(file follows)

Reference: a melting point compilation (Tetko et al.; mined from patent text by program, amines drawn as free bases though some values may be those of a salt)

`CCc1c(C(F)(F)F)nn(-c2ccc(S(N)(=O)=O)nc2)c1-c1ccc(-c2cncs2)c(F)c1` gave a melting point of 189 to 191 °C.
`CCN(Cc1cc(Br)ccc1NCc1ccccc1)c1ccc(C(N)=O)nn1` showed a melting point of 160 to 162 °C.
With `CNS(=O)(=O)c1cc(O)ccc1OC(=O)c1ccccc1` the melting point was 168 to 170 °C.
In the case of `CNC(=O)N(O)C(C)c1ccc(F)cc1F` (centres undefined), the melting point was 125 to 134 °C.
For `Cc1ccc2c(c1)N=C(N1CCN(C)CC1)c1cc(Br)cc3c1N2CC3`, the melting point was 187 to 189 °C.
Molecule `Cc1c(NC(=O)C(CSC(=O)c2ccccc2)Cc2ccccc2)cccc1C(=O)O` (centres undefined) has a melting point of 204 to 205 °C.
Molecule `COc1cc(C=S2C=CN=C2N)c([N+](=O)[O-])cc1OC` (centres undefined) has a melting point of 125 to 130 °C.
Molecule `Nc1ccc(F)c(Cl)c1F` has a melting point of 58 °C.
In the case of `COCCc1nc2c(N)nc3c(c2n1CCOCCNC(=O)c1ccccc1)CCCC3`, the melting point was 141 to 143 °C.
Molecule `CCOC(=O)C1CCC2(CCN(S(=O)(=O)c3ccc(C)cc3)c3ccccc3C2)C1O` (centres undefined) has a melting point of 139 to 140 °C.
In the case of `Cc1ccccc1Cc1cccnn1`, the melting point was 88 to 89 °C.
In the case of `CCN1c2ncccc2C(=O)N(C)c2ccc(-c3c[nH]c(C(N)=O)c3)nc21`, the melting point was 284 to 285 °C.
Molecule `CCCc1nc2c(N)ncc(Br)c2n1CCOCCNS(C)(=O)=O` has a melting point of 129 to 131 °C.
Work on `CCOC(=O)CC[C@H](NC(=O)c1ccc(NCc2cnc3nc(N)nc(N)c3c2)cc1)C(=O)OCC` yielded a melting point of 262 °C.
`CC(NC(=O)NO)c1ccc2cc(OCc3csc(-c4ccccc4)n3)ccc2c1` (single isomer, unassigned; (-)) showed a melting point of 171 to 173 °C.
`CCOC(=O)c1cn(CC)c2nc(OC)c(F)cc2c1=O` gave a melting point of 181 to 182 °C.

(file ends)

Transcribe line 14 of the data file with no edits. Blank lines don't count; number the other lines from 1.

Molecule `CCCc1nc2c(N)ncc(Br)c2n1CCOCCNS(C)(=O)=O` has a melting point of 129 to 131 °C.